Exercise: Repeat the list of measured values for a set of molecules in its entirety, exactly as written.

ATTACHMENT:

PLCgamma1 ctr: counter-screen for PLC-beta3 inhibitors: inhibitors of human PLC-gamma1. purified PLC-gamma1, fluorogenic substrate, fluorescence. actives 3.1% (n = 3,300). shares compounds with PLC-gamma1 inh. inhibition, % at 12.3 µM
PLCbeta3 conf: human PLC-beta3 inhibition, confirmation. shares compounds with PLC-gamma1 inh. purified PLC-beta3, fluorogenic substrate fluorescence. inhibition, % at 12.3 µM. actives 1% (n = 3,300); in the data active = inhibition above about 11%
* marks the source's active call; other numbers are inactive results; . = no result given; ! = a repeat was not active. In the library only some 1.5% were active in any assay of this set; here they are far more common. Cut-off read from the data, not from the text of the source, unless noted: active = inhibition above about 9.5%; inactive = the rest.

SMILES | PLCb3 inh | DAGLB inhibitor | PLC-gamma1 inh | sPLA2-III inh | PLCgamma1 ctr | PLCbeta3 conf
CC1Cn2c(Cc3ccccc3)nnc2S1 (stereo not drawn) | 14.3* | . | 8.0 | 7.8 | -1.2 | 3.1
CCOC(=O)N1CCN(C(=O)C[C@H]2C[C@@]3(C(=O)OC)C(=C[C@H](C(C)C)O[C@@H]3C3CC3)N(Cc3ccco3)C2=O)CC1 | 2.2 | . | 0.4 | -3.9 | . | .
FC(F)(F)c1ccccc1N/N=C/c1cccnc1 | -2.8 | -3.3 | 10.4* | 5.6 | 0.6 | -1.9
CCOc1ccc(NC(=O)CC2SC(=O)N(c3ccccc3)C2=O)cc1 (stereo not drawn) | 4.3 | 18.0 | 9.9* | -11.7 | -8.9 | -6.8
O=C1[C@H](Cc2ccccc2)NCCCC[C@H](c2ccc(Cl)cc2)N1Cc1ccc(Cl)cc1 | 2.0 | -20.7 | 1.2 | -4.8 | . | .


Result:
PLCgamma1 ctr: counter-screen for PLC-beta3 inhibitors: inhibitors of human PLC-gamma1. purified PLC-gamma1, fluorogenic substrate, fluorescence. actives 3.1% (n = 3,300). shares compounds with PLC-gamma1 inh. inhibition, % at 12.3 µM
PLCbeta3 conf: human PLC-beta3 inhibition, confirmation. shares compounds with PLC-gamma1 inh. purified PLC-beta3, fluorogenic substrate fluorescence. inhibition, % at 12.3 µM. actives 1% (n = 3,300); in the data active = inhibition above about 11%
* marks the source's active call; other numbers are inactive results; . = no result given; ! = a repeat was not active. In the library only some 1.5% were active in any assay of this set; here they are far more common. Cut-off read from the data, not from the text of the source, unless noted: active = inhibition above about 9.5%; inactive = the rest.

SMILES | PLCb3 inh | DAGLB inhibitor | PLC-gamma1 inh | sPLA2-III inh | PLCgamma1 ctr | PLCbeta3 conf
CC1Cn2c(Cc3ccccc3)nnc2S1 (stereo not drawn) | 14.3* | . | 8.0 | 7.8 | -1.2 | 3.1
CCOC(=O)N1CCN(C(=O)C[C@H]2C[C@@]3(C(=O)OC)C(=C[C@H](C(C)C)O[C@@H]3C3CC3)N(Cc3ccco3)C2=O)CC1 | 2.2 | . | 0.4 | -3.9 | . | .
FC(F)(F)c1ccccc1N/N=C/c1cccnc1 | -2.8 | -3.3 | 10.4* | 5.6 | 0.6 | -1.9
CCOc1ccc(NC(=O)CC2SC(=O)N(c3ccccc3)C2=O)cc1 (stereo not drawn) | 4.3 | 18.0 | 9.9* | -11.7 | -8.9 | -6.8
O=C1[C@H](Cc2ccccc2)NCCCC[C@H](c2ccc(Cl)cc2)N1Cc1ccc(Cl)cc1 | 2.0 | -20.7 | 1.2 | -4.8 | . | .